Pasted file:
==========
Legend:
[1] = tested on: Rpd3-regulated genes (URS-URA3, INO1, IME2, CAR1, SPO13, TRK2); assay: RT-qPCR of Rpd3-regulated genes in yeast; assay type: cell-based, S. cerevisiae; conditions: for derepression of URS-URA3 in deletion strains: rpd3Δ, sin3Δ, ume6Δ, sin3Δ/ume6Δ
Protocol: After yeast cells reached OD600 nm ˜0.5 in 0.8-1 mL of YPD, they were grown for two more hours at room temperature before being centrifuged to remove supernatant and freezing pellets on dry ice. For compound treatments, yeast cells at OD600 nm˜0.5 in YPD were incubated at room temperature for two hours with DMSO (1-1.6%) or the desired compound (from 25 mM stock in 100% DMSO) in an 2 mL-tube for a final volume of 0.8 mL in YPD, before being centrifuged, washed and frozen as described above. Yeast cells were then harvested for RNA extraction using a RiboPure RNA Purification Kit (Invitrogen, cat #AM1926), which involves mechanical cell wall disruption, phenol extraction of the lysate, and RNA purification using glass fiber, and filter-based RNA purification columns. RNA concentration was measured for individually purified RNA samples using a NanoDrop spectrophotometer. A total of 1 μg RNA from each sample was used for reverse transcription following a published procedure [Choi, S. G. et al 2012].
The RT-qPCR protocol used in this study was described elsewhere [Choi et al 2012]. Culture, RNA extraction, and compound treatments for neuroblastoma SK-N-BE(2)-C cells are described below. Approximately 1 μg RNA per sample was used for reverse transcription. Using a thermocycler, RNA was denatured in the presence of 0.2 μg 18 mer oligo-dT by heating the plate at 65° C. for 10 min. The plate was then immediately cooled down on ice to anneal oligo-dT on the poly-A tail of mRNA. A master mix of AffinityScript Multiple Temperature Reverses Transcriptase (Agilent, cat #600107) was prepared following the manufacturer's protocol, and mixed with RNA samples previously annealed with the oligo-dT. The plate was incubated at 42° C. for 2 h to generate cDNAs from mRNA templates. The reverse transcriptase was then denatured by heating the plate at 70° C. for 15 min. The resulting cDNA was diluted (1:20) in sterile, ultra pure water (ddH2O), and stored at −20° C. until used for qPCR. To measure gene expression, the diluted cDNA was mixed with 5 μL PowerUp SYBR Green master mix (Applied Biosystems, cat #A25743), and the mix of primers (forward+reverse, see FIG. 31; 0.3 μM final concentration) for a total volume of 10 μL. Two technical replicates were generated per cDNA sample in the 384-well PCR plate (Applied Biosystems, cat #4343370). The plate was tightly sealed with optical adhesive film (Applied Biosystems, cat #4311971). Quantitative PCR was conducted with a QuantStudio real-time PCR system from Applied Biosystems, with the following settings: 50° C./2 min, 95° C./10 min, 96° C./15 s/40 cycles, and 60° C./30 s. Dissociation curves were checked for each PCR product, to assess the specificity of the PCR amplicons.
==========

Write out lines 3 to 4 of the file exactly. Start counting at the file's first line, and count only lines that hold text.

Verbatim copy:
Protocol: After yeast cells reached OD600 nm ˜0.5 in 0.8-1 mL of YPD, they were grown for two more hours at room temperature before being centrifuged to remove supernatant and freezing pellets on dry ice. For compound treatments, yeast cells at OD600 nm˜0.5 in YPD were incubated at room temperature for two hours with DMSO (1-1.6%) or the desired compound (from 25 mM stock in 100% DMSO) in an 2 mL-tube for a final volume of 0.8 mL in YPD, before being centrifuged, washed and frozen as described above. Yeast cells were then harvested for RNA extraction using a RiboPure RNA Purification Kit (Invitrogen, cat #AM1926), which involves mechanical cell wall disruption, phenol extraction of the lysate, and RNA purification using glass fiber, and filter-based RNA purification columns. RNA concentration was measured for individually purified RNA samples using a NanoDrop spectrophotometer. A total of 1 μg RNA from each sample was used for reverse transcription following a published procedure [Choi, S. G. et al 2012].
The RT-qPCR protocol used in this study was described elsewhere [Choi et al 2012]. Culture, RNA extraction, and compound treatments for neuroblastoma SK-N-BE(2)-C cells are described below. Approximately 1 μg RNA per sample was used for reverse transcription. Using a thermocycler, RNA was denatured in the presence of 0.2 μg 18 mer oligo-dT by heating the plate at 65° C. for 10 min. The plate was then immediately cooled down on ice to anneal oligo-dT on the poly-A tail of mRNA. A master mix of AffinityScript Multiple Temperature Reverses Transcriptase (Agilent, cat #600107) was prepared following the manufacturer's protocol, and mixed with RNA samples previously annealed with the oligo-dT. The plate was incubated at 42° C. for 2 h to generate cDNAs from mRNA templates. The reverse transcriptase was then denatured by heating the plate at 70° C. for 15 min. The resulting cDNA was diluted (1:20) in sterile, ultra pure water (ddH2O), and stored at −20° C. until used for qPCR. To measure gene expression, the diluted cDNA was mixed with 5 μL PowerUp SYBR Green master mix (Applied Biosystems, cat #A25743), and the mix of primers (forward+reverse, see FIG. 31; 0.3 μM final concentration) for a total volume of 10 μL. Two technical replicates were generated per cDNA sample in the 384-well PCR plate (Applied Biosystems, cat #4343370). The plate was tightly sealed with optical adhesive film (Applied Biosystems, cat #4311971). Quantitative PCR was conducted with a QuantStudio real-time PCR system from Applied Biosystems, with the following settings: 50° C./2 min, 95° C./10 min, 96° C./15 s/40 cycles, and 60° C./30 s. Dissociation curves were checked for each PCR product, to assess the specificity of the PCR amplicons.